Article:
a resident of Another Mountain View Neighborhood
on May 12, 2019 at 2:37 pm

Business Man,
Why don’t you invest some of your own capital in an affordable housing development in Mountain View and report back to everyone on how it turned out. Or successfully raise capital from others using your basis for returns. If you have, cite specifics and enlighten us. If you haven’t, you need to admit you don’t know what you are talking about.


6 people like this
Posted by Some better info
a resident of Another Mountain View Neighborhood
on May 12, 2019 at 2:42 pm

Oh business man,
Expenses are 15k per year per unit. Not month. If the value of a unit is as you have suggested, just the taxes alone are 8k per unit per year. So figure out your debt service on constructing a project at 700k per unit and holding rents at affordable levels and you will easily see there is no positive cash flow, and no one will take the risk of investing in apartment development without positive returns on day one. If you will, please do!


Like this comment
Posted by The Business Man
a resident of Another Mountain View Neighborhood
on May 12, 2019 at 4:24 pm

The Business Man is a registered user.

In response to Some better info you said:

“Why don’t you invest some of your own capital in an affordable housing development in Mountain View and report back to everyone on how it turned out.”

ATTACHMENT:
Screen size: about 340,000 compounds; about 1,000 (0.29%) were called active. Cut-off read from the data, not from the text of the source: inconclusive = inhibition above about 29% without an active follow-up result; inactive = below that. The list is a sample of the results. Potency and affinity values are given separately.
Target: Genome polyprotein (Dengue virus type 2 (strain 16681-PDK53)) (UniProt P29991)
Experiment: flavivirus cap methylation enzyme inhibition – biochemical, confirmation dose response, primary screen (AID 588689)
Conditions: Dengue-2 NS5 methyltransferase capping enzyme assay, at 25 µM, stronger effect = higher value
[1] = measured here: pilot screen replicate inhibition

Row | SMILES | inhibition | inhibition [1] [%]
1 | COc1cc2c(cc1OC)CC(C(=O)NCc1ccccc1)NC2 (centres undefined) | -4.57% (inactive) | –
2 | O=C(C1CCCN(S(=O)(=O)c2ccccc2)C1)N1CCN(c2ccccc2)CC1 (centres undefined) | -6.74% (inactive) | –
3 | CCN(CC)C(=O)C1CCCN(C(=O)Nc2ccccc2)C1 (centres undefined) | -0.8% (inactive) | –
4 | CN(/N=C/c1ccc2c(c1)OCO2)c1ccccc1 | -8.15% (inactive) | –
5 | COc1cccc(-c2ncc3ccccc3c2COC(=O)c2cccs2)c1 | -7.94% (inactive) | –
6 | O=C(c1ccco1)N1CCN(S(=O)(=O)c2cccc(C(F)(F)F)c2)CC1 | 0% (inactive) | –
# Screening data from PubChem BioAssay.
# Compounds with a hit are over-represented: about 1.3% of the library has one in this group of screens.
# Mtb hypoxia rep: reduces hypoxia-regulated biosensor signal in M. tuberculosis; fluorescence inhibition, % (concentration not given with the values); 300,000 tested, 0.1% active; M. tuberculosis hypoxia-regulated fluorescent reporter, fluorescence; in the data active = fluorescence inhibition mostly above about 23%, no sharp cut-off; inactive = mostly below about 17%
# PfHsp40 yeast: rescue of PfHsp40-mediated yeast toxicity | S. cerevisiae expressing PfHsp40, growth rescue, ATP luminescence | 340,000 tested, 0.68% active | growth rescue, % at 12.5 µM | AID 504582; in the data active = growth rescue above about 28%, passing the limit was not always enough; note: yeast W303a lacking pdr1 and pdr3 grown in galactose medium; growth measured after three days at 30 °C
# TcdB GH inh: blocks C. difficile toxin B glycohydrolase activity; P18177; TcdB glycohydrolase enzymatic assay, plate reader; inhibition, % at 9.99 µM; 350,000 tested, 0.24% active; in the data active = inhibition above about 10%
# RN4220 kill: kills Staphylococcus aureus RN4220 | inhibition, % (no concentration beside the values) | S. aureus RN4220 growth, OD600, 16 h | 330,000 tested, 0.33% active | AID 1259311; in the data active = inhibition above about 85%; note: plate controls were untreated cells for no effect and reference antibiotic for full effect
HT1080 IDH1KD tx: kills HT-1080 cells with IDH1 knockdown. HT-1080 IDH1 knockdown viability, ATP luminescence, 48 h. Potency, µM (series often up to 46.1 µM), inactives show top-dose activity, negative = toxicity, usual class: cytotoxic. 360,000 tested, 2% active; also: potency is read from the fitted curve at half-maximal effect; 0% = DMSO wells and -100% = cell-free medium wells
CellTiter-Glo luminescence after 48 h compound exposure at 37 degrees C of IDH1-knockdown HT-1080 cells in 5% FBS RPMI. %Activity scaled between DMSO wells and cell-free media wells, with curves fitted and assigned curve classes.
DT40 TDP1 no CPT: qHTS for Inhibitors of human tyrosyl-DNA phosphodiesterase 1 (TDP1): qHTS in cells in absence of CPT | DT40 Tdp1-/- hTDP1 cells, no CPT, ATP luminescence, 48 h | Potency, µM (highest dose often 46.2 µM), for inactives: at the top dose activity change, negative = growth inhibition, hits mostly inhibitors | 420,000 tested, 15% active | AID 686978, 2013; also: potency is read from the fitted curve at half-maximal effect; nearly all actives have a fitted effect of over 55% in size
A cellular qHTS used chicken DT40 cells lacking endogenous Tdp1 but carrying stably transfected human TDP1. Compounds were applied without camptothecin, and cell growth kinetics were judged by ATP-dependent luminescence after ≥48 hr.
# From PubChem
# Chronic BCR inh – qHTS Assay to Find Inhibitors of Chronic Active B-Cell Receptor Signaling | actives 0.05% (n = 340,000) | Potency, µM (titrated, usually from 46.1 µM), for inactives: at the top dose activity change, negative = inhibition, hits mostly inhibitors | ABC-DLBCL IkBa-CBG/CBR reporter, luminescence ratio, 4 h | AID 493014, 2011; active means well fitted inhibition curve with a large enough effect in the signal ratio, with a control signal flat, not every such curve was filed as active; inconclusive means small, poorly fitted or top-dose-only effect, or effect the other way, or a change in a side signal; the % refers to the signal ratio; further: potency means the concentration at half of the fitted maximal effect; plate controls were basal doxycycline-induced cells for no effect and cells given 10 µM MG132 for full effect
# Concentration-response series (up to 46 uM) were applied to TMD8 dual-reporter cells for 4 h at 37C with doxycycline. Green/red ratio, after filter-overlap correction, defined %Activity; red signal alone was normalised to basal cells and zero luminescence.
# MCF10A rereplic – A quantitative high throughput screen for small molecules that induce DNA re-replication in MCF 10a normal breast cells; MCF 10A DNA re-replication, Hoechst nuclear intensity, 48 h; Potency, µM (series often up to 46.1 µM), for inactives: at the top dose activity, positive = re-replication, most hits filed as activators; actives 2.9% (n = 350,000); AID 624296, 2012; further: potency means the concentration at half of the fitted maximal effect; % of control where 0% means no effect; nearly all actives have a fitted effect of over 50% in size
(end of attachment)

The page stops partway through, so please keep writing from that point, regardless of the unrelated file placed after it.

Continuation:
I am currently responsible for protecting the lives of hundereds of thousands of people worldwide. That is my Job. My specific skills and abilities are very rare. So if I left simply because you want me to do so, I can put many lives in jeopardy, including yours. You said:

“Or successfully raise capital from others using your basis for returns.”

Again, I have much more important matters to deal with. You said:

“If you have, cite specifics and enlighten us. If you haven’t, you need to admit you don’t know what you are talking about.”

Whereas you have provided no basis for your claim at all? Now that is an interesting argument. You said:

“Expenses are 15k per year per unit. Not month.”

So are you saying it is a one time expense, or a yearly expense, make it clear. Otherwise you are not providing better information at all. You said:

“If the value of a unit is as you have suggested, just the taxes alone are 8k per unit per year.”

What is a unit to you, is it an apartment unit or a building? Your implication is it is per apartment unit. That does not seem to be viable. For example my apartment before being bought for 4.5 times its value had a tax bill of only $13,000 annually, or $1,300 per apartment unit annually. The new buyer can go to the county and get the property reassessed so that the “ASSUMED” value is NOT the purchased value. This is completely in the control of the new owner. Whose responsibility is that? In effect this buyer set himself up to fail by not negotiating the fair value of the property, which caused his taxes to be raise by a factor of 4.5 times. You said: